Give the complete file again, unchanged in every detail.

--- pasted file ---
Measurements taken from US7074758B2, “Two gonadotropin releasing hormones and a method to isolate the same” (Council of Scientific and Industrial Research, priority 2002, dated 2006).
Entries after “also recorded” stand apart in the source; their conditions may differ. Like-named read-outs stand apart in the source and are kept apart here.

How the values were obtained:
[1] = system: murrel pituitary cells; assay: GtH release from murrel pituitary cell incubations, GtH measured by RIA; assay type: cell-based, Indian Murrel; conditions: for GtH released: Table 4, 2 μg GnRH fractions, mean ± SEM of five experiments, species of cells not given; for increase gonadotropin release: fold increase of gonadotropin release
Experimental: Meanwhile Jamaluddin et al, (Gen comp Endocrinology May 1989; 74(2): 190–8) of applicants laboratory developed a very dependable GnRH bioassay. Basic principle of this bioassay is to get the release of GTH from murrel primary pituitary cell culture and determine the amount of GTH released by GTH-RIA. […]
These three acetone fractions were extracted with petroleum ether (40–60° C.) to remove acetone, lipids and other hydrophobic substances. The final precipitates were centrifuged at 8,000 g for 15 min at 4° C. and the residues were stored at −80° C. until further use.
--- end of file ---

Measurements taken from US7074758B2, “Two gonadotropin releasing hormones and a method to isolate the same” (Council of Scientific and Industrial Research, priority 2002, dated 2006).
Entries after “also recorded” stand apart in the source; their conditions may differ. Like-named read-outs stand apart in the source and are kept apart here.

How the values were obtained:
[1] = system: murrel pituitary cells; assay: GtH release from murrel pituitary cell incubations, GtH measured by RIA; assay type: cell-based, Indian Murrel; conditions: for GtH released: Table 4, 2 μg GnRH fractions, mean ± SEM of five experiments, species of cells not given; for increase gonadotropin release: fold increase of gonadotropin release
Experimental: Meanwhile Jamaluddin et al, (Gen comp Endocrinology May 1989; 74(2): 190–8) of applicants laboratory developed a very dependable GnRH bioassay. Basic principle of this bioassay is to get the release of GTH from murrel primary pituitary cell culture and determine the amount of GTH released by GTH-RIA. […]
These three acetone fractions were extracted with petroleum ether (40–60° C.) to remove acetone, lipids and other hydrophobic substances. The final precipitates were centrifuged at 8,000 g for 15 min at 4° C. and the residues were stored at −80° C. until further use.